Elbow fractures are common injuries that can occur in various ways. One common type is known as intercondylar fractures, which resemble the letters T or Y. These fractures happen when the bone in the upper arm (humerus) breaks around the area where the elbow bends.
Elbow injuries and fractures are common and are often accompanied by damage to the shoulder or wrist joints. Surgery is often recommended as the best course of action following an elbow fracture, especially if there is evidence of nerve or vascular involvement. For more complex fractures, a procedure called open reduction and internal fixation may be necessary.
Signs and Symptoms of Elbow Intercondylar Fractures may include:
Elbow intercondylar fractures are confirmed through X-rays to assess the severity of the injury and any related damage.
Surgery is often recommended as the best course of action following an elbow fracture, especially if there is evidence of nerve or vascular involvement. For more complex fractures, a procedure called open reduction and internal fixation may be needed.
Open Reduction and Internal Fixation
During the procedure, an incision is made at the back of the elbow. The bone fragments are first repositioned into their normal alignment and then held in place with a plate attached to the outer bone using pins and screws. In some cases, a screw or rod is inserted into the bone to keep the bone fragments aligned during healing.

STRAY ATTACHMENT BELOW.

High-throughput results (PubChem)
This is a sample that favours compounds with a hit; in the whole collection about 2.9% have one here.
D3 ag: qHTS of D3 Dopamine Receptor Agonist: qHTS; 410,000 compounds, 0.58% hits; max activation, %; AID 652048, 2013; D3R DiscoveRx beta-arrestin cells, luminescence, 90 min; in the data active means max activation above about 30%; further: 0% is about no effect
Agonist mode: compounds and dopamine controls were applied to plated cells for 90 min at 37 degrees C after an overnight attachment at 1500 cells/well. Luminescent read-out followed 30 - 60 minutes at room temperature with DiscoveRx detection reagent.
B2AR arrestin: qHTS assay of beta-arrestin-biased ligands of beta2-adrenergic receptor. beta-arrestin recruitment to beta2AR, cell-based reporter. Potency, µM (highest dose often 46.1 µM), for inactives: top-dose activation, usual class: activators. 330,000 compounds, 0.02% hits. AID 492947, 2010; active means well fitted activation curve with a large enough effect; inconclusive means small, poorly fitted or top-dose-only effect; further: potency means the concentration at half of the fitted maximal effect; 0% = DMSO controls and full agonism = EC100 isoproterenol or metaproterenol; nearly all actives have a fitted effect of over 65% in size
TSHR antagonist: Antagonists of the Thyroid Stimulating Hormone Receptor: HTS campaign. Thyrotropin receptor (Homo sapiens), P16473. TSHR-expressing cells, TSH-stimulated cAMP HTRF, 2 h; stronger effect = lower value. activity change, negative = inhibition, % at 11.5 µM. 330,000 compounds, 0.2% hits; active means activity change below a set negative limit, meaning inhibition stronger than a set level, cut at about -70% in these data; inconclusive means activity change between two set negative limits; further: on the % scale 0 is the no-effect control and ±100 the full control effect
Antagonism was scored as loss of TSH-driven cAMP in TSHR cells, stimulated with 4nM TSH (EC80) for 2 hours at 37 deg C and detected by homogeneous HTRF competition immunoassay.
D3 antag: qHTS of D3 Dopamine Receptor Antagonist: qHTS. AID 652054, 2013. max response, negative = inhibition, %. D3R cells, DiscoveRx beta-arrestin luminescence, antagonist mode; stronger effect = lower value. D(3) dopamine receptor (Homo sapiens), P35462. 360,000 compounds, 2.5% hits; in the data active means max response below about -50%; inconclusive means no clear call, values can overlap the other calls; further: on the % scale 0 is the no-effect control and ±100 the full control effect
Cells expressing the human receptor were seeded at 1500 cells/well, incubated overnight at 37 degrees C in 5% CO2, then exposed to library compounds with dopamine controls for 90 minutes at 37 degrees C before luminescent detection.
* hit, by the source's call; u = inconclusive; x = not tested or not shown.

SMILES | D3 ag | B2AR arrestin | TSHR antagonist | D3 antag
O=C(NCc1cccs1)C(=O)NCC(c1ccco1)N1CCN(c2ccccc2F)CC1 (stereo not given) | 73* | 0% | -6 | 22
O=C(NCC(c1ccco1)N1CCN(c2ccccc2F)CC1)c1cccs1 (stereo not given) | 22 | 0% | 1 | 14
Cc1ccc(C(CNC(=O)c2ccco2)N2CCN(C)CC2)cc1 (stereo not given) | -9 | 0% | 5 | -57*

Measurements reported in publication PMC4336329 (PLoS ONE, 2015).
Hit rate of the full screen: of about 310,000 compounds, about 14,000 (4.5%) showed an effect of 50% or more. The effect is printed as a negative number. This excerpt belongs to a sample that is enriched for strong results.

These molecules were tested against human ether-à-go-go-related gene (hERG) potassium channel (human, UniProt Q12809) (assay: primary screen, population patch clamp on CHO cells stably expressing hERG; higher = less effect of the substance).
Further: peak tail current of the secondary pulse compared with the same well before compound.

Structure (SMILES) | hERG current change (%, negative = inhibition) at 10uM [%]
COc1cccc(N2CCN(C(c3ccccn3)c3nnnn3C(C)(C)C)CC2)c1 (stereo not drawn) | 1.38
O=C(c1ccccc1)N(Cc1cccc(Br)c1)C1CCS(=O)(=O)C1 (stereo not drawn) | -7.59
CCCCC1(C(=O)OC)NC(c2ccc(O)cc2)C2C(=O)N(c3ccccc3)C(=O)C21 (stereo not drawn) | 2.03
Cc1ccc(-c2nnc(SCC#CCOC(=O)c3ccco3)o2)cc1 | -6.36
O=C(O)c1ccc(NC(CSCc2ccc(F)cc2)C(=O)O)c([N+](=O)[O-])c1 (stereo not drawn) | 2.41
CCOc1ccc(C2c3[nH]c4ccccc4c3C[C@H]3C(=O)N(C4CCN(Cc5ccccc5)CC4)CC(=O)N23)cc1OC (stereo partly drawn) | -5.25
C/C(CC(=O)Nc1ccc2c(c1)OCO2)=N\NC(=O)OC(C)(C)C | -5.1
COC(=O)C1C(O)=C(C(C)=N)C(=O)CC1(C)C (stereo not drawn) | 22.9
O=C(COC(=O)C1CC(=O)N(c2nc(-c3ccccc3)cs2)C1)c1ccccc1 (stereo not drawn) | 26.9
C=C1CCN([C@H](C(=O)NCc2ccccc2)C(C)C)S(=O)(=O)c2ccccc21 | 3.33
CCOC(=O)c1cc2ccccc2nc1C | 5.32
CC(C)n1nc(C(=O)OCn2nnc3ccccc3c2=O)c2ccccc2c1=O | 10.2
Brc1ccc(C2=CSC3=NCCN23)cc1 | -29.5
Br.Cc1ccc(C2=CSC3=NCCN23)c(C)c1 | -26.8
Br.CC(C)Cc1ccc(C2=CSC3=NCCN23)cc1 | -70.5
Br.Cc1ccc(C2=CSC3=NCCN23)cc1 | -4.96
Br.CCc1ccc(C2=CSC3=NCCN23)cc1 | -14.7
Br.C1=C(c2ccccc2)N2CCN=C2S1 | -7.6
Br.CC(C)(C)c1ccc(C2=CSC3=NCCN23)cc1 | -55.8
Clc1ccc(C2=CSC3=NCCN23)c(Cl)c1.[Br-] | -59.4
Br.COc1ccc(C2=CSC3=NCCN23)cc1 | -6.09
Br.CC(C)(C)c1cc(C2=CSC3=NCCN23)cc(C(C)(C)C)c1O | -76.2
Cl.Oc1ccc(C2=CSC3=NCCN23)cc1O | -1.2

In cases where bone fragments are missing or severely damaged, a bone filler may be required. This can be sourced from the patient (typically taken from the pelvis), a bone bank, or by using an artificial calcium-containing material.
Following the closure of the incision, a splint may be placed on the arm, depending on the severity of the injury.
Most patients regain full elbow range of motion post-surgery and can return to normal activities within four to six months. However, complete healing and a return to sports may take longer.
Elbow Fractures in Children
Diagnosing elbow fractures in children can be challenging due to the delayed ossification (bone formation) of the radial head (the head of the forearm bone), which typically doesn’t occur until around the age of four. These fractures may also be associated with ulna shaft fractures, sometimes requiring an ultrasound or MRI for confirmation of the diagnosis.